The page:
Most immediately  of course is the ad which McCain ran where the faces of two young white women were merged into the face of Barack Obama. Some people might look at that and consider, "what’s wrong with that?" There’s a lot wrong with it and it’s about as subtle as Obama saying he looks different from the other Presidents. Certainly the McCain camp has gone out of their way to justify it by saying that they are other "celebrities." The explanation is entirely disingenuous, and frankly insulting to the intelligence in ignoring the realities of American history. Between 1882 and 1952 there were nearly 3500 black men lynched, primarily because they were caught sleeping with white women. The thought of the mob was that the only way a white woman would sleep with a black man was to rape her. As such the image of the black man with the white woman is illustrative of the black man taking by force what belongs to the white woman. Some might suggest that to infer racial overtones from this image is reaching. It might be were this an isolated case, but it isn’t.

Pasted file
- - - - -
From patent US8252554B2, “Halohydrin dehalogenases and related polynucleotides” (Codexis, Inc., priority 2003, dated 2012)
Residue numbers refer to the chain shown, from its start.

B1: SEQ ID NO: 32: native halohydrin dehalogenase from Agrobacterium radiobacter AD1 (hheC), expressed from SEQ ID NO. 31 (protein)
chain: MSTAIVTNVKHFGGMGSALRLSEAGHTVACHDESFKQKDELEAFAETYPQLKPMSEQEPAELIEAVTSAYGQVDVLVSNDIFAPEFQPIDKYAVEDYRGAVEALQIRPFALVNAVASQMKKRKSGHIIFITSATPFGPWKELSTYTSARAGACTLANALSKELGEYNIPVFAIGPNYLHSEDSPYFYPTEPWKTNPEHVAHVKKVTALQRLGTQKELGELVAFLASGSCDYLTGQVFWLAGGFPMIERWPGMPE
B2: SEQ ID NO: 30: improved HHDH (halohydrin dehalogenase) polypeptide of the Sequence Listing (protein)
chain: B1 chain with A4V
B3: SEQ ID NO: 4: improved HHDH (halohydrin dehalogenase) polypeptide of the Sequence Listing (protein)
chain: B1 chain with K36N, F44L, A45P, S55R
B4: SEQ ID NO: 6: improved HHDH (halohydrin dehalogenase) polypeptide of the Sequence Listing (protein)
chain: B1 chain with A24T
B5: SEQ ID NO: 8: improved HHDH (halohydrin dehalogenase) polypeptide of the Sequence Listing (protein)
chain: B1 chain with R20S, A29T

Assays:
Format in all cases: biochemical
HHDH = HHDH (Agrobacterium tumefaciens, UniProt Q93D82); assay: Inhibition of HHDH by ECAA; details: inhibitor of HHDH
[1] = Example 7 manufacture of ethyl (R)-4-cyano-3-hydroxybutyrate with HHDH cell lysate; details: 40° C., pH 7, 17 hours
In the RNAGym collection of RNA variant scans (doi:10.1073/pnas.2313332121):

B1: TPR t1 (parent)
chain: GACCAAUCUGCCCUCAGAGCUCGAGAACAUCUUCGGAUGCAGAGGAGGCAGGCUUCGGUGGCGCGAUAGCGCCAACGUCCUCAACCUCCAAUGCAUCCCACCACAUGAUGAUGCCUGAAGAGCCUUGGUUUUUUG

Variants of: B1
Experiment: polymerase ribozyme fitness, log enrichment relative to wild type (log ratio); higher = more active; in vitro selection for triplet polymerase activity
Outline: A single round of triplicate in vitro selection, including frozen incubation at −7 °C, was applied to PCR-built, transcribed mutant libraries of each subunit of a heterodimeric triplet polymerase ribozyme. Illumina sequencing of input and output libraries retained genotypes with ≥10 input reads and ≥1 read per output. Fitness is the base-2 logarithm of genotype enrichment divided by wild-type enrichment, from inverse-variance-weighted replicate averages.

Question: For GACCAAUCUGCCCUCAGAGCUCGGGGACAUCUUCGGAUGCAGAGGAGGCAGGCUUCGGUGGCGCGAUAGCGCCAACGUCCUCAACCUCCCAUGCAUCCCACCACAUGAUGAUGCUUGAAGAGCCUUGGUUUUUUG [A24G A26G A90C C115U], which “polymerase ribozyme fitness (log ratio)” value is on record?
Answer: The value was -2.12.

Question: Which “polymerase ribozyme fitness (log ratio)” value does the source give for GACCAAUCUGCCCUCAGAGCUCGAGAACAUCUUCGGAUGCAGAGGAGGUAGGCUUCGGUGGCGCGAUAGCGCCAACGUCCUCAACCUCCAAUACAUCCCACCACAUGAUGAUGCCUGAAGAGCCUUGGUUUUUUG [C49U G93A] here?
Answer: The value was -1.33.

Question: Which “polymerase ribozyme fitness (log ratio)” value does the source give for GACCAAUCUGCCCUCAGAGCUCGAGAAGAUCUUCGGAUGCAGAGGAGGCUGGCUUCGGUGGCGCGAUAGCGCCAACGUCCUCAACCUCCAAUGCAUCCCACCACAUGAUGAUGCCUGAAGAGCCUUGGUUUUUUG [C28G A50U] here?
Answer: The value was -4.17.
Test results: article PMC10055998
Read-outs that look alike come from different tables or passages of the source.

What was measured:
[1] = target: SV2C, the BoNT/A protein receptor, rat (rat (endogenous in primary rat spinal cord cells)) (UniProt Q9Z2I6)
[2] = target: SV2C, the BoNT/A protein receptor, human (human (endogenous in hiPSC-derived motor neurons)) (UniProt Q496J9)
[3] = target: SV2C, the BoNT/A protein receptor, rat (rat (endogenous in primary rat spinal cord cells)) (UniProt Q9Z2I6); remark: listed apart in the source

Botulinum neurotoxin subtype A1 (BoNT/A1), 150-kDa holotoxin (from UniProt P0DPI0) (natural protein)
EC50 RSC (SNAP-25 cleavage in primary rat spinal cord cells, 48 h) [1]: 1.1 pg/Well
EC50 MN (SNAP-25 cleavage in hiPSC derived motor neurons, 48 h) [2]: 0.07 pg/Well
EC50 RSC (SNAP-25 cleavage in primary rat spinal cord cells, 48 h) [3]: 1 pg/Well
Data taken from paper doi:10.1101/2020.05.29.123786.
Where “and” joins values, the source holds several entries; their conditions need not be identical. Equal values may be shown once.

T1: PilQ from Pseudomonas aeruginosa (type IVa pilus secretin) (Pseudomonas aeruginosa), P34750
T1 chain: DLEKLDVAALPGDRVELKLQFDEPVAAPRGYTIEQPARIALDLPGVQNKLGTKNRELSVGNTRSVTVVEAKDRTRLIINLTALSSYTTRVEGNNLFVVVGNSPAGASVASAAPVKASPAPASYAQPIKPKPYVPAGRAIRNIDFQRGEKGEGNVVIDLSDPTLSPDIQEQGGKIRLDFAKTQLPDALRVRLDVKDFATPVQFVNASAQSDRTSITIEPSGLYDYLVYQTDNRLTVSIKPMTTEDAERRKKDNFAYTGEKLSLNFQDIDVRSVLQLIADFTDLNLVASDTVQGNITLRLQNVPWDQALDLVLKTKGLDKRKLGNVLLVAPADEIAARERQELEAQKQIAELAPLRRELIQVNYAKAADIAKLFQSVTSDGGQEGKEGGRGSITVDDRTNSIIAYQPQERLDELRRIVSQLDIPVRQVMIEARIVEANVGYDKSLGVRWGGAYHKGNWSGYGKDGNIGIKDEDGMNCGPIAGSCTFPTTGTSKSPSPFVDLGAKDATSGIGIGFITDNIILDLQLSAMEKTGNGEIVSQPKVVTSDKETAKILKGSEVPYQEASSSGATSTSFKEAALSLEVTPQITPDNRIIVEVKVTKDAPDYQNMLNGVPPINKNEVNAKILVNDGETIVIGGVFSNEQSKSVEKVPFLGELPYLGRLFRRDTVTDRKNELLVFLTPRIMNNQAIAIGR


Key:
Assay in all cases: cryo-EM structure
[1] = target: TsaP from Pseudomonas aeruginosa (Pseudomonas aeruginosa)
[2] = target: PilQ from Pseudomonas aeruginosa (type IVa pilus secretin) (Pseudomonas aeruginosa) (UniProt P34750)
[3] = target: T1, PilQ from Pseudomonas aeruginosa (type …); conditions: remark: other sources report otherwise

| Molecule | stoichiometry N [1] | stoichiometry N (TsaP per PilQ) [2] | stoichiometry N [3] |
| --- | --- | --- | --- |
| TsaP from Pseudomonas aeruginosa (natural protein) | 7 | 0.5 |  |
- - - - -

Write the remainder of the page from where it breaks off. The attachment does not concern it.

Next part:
The Republican Party has a long history of these sorts of subtle injections of racism and subliminal messages into campaigns are hardly new. In 1988 the famous "Willie Horton" ad exploited racist undertones and many suggest was the difference in the election. Jesse Helms blatantly exploited race as an issue when he showed a black man taking away a white man’s job in an election. More recently in Tennessee Bob Corker ran an ad exploiting race against Harold Ford , using the same white woman with a black man strategy. In each case the racial suggestions brought widespread media criticism. Still, one might suggest that none of this is relevant to the current ad. This is where a little research from the media would have been helpful. Charlie Black was pals with Lee Atwater , Bush’s campaign manager in the ’88 election who was the brain behind the Horton ad. Now Black is a political adviser to John McCain, and oh yeah, he’s also the man behind the racist ad that Jesse Helms ran. Terry Nelson is a senior adviser to the McCain campaign and also the author of the Corker ad, the one which used the exact same suggestion as the Obama ad. Put in perspective it is hard t o believe that racial suggestions weren’t intended in the McCain ads.